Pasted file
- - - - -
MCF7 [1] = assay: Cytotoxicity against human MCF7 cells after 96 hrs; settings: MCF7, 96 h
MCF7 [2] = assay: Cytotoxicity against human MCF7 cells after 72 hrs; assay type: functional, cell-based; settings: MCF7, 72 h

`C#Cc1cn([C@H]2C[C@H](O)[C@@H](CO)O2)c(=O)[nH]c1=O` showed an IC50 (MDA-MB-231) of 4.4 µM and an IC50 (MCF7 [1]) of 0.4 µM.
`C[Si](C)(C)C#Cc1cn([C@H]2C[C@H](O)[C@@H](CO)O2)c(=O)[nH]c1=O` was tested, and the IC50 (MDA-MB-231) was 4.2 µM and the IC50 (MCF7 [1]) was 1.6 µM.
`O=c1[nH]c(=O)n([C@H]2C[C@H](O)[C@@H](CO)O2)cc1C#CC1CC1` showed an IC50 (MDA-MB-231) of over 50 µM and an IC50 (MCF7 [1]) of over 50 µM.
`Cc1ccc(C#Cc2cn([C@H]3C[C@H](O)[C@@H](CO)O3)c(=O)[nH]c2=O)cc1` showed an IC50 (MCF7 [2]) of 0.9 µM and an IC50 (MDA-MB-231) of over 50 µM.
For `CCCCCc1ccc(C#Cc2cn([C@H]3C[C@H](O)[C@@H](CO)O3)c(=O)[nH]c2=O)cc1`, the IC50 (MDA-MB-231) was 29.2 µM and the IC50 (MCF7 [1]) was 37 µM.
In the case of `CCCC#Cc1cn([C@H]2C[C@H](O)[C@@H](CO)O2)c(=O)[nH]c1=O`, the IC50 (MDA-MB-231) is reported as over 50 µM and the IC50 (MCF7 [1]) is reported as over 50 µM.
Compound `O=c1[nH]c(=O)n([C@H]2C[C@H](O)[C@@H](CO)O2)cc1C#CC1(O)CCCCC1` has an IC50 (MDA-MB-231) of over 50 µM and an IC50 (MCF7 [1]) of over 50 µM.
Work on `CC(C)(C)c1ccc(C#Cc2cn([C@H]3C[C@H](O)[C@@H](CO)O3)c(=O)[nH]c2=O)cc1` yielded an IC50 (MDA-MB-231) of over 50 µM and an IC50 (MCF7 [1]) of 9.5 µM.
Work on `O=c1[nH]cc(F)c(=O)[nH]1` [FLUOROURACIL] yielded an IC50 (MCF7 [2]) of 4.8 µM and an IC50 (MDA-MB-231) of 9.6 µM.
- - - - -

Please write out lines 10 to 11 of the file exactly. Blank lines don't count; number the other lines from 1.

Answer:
Work on `CC(C)(C)c1ccc(C#Cc2cn([C@H]3C[C@H](O)[C@@H](CO)O3)c(=O)[nH]c2=O)cc1` yielded an IC50 (MDA-MB-231) of over 50 µM and an IC50 (MCF7 [1]) of 9.5 µM.
Work on `O=c1[nH]cc(F)c(=O)[nH]1` [FLUOROURACIL] yielded an IC50 (MCF7 [2]) of 4.8 µM and an IC50 (MDA-MB-231) of 9.6 µM.